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Wednesday, April 30, 2014

Pedro Figari

Pericon Under the Orange Trees, Pedro Figari.
Pedro Figari Self-portrait
A couple months ago I wrote about the phenomena known as the "National Artist." I pointed out at the time that this designation has far less meaning for a large, artistically historic country like France, Spain, England, Italy, etc than for smaller countries. I believe I was talking about at the time Fernando Amorsolo, the national artist of the Philippines. There are any number of small countries of which I've never written about in discussing their art heritage. Many of them are in South America. One of them is the nation of Uruguay. And though he's never really been officially designated the "national artist," I'd like to rectify that in claiming the title for Pedro Figari. If you've never heard the name before, don't worry about it, you'd be almost as likely to have heard of Pedro Figari, the lawyer, of Pedro Figari the legislator, educator, administrator, and heroic foe of social injustice, as you would Pedro Figari the artist.

When your face starts appearing on your country's currency, you know you're a candidate for "national artist" honors. Two-hundred Uruguayan pesos is worth about $9.05 USD.
Pedro Figari was born in Montevideo, Uruguay, in 1861. Though he showed no small amount of art talent as a child, as so often happens, young Pedro was guided (or perhaps, pushed) into law school, from which he graduated in 1886. Though he painted some as an amateur virtually all his life, Figari began a law career as what we in the U.S. call a public defender. That means he represented in court cases of those too poor to afford private counsel. The job seldom paid very well (even today) but it's steady work. As a result, Figari was exposed to the many areas of social injustice prevalent not just in his homeland but throughout all the slowly developing nations of South America.

Colonial Minuet, Pedro Figari
Eventually, probably around 1900, Figari traveled to Europe where he studied under various French and Italian artists and gained exposure to the rough and tumble art movements we've come to lump together as Post-Impressionism. Figari was especially influenced by the rebellious nature of the Post-Impressionist movements and the fact that they were veering further and further from traditional European academicism. In returning to Uruguay in 1826, Figari began painting and exhibiting more, attempting to define for his country a native style of painting. He was not alone in this effort; better known artists such as Diego Rivera, Gonzalo Endara Crow, Emiliano Di Cavalcanti were doing the same thing in their own countries during the first half of the 20th century. He helped establish a school of fine arts in his country while serving as a member of the Uruguayan Parliament and president of the University of Montevideo.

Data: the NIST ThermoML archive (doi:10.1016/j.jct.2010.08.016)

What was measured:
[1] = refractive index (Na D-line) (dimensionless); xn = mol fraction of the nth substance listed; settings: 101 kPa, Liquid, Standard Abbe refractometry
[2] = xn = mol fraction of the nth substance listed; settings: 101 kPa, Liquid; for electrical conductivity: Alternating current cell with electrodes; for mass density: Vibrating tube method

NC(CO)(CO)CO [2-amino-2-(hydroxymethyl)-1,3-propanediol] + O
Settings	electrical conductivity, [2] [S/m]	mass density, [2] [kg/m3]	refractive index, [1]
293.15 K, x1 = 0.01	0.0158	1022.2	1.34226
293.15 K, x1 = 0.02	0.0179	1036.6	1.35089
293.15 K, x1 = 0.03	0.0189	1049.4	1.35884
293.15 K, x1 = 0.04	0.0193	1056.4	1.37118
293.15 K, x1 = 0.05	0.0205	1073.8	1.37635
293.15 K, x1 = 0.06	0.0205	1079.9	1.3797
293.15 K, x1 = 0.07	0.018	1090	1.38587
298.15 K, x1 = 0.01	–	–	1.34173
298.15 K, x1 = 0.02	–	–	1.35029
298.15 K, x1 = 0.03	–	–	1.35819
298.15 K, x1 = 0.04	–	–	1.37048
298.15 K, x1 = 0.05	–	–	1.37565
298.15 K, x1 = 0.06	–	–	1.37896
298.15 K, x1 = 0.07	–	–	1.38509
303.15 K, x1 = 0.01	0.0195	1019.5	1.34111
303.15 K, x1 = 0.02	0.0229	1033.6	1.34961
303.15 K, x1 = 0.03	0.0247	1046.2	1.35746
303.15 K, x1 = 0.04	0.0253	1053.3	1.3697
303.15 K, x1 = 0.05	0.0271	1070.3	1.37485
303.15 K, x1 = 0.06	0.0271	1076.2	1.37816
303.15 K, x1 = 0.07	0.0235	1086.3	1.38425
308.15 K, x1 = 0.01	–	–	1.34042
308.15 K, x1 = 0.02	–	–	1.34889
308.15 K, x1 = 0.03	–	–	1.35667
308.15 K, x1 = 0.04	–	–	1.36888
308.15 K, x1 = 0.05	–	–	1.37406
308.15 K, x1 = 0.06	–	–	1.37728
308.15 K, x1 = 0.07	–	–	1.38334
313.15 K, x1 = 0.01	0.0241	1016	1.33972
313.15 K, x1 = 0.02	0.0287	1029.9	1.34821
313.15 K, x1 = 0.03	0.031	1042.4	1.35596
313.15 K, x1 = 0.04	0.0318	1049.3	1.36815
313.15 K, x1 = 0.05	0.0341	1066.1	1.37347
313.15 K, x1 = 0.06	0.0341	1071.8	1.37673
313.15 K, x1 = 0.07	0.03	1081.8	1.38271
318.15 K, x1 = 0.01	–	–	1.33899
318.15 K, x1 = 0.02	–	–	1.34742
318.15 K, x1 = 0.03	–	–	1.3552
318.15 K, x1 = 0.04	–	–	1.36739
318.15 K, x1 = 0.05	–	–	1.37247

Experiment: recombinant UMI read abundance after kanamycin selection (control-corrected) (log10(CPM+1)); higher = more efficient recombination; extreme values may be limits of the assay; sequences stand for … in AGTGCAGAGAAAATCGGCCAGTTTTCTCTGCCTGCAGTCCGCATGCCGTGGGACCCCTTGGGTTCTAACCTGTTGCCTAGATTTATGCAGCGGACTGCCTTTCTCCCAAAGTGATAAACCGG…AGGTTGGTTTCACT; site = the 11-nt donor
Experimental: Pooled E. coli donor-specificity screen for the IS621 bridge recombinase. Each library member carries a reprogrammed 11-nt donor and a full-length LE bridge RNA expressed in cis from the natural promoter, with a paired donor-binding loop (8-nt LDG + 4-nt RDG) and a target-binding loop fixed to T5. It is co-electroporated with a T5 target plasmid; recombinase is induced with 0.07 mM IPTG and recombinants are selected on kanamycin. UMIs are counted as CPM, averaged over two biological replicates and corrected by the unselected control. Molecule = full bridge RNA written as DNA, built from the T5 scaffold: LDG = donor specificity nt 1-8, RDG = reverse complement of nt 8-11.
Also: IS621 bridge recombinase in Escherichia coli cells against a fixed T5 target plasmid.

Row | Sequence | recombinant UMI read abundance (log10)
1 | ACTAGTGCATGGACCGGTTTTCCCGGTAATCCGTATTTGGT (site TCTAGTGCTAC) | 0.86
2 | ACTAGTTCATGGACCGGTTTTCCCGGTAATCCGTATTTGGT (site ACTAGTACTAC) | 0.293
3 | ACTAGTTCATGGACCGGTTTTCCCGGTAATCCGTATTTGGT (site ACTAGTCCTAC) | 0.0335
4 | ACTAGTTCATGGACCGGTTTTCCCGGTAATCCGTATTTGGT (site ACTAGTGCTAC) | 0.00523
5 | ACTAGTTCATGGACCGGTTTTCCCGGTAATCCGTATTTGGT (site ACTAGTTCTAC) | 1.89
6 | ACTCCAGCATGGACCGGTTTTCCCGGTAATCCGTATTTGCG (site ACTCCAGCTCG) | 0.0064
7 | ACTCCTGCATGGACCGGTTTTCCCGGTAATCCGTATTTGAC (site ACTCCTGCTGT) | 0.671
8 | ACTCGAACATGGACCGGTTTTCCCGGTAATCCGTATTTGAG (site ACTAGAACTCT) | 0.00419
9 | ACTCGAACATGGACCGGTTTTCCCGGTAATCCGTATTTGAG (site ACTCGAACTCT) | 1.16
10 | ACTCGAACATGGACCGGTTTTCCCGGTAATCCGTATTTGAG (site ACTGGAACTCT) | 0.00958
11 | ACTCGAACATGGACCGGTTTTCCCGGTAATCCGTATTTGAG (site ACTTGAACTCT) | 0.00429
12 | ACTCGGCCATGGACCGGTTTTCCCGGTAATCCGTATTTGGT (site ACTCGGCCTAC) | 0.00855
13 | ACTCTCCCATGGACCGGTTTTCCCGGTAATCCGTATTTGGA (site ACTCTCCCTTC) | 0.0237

Picking up a Passenger, Pedro Figari. He frequently painted coaches.
Then, in 1921, at the age of sixty, Figari retired from the practice of law and most of his political activities to paint full time. In seeing Figari's work it quickly become apparent he cared little for natural or realistic academic elements. In fact he went out of his way to distance himself from such European influences. His work is "figurative." By that I don't mean "figural," though his paintings are sometimes heavily populated with people. Instead, Figari sought to convey scenes from the common cultural life he'd come to know so well with an almost child-like simplicity. Linear perspective is used sparingly and seemingly in a haphazard manner while social interaction dominates, usually celebrations, dancing, ceremonies, special events, and joyous occasions. Figari died in 1938. Don't expect to find dates associated with Figari's paintings. As is frequently the case with such artists, virtually none of them are dated. Today, Fernando Saavedra Faget operates a small gallery and Website promoting the sale of his grandfather's work. As the prices for Pedro Figari's work rise, his grandson has come to encounter a problem many such families of artists working in a highly simplified (or folk) style--fakes. Forgers see such work as easy-picking for their "skills."

Cat, Pedro Figari. (Look carefully, you'll find it.)


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